But, loss aside, how could this Jaguars season be described as anything other than a success?
Until 2021, this was a franchise swimming in irrelevance and dysfunction. A franchise that had four wins the previous two seasons combined. A franchise that finished last in its division four years in a row. A franchise that last made the playoffs in 2017. A franchise that had shown no progress despite repeatedly picking at or near the top of the draft.
Then in Year 1 with Pederson, they found something to build on.
“No one expected us, the Jaguars, to be in this football game, from the beginning of the season until today,” Pederson said. “I just told them how proud I was of them for how they stuck together all season, how they fought and battled through a lot of adversity. Proud of the way they fought all season to get to this place and really fight in this The game comes down to a kick in the game to potentially see what happens.”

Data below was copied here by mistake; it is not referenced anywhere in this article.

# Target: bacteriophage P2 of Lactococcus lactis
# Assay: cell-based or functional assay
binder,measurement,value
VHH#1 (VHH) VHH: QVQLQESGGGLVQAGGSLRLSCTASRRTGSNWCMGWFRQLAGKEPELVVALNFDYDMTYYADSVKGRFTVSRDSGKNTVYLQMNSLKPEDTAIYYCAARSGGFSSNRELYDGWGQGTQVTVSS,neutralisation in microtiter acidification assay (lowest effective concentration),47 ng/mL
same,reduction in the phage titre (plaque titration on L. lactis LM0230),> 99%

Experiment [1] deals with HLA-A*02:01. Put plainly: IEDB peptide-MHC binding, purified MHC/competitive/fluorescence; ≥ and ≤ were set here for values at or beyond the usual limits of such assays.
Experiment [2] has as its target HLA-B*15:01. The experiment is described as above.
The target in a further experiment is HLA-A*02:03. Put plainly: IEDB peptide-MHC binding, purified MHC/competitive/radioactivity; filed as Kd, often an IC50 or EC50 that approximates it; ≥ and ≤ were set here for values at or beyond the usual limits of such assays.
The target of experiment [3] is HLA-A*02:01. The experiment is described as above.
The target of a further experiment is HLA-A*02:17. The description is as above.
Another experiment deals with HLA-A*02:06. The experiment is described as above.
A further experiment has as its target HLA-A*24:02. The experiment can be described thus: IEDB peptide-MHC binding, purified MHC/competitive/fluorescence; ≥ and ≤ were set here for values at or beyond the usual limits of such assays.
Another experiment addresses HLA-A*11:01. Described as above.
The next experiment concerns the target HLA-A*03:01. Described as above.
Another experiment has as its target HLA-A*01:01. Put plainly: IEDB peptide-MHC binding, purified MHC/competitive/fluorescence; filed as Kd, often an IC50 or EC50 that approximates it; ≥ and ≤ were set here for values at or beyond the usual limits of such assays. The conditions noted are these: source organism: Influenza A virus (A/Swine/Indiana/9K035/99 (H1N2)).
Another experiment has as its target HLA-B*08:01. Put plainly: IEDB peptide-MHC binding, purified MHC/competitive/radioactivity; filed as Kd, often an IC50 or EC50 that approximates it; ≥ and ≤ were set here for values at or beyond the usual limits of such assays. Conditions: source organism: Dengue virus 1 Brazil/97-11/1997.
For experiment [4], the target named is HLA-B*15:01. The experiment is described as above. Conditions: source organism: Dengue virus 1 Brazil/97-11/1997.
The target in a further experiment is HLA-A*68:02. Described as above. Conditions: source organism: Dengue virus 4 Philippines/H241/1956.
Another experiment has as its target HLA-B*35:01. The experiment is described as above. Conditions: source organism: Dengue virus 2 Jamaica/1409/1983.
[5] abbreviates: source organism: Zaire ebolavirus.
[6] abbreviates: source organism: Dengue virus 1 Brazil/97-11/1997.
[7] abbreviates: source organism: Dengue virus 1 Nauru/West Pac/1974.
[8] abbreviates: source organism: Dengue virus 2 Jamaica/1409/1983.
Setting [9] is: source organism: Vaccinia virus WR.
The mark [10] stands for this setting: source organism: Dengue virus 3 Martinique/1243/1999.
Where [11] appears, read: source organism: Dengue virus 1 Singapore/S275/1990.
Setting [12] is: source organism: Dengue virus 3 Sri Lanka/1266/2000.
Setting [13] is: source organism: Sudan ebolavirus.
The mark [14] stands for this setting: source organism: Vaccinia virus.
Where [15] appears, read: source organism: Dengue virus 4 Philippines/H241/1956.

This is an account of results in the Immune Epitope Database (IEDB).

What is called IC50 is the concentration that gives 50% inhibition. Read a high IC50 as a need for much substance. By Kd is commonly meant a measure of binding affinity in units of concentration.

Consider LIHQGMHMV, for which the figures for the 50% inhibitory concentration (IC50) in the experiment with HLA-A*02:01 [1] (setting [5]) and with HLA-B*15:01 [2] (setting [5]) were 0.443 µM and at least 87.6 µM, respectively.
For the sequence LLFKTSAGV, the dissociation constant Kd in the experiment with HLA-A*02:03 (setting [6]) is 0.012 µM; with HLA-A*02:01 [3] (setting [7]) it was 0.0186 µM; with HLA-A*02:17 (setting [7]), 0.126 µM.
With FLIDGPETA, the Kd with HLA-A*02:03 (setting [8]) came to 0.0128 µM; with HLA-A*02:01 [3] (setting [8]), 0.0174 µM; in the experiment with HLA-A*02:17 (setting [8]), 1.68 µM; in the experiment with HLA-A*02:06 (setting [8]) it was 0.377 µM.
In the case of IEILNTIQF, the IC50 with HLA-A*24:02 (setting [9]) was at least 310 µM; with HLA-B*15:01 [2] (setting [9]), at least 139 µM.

Of course, we expected an improvement in the Jaguars’ first season under the prestigious Pederson, a Super Bowl-winning coach. But not like this: nine regular-season wins (a six-win improvement over last season), an AFC South title and a playoff victory. Lawrence, who struggled as a rookie, emerged as a true franchise quarterback.
The most important? The culture has changed; the high standard. It starts with Pederson, who made transparency and building trust his top priorities upon arriving in Jacksonville. The foundation he laid made the Jaguars bulletproof for the adversity they faced in 2022. He helped them overcome a 2-6 start to the season, including a five-game losing streak in October . Helped them to five comeback wins since early November, including the third-largest comeback win in NFL playoff history last week when they beat the Chargers in the wild card after falling 27-0 in the second fourth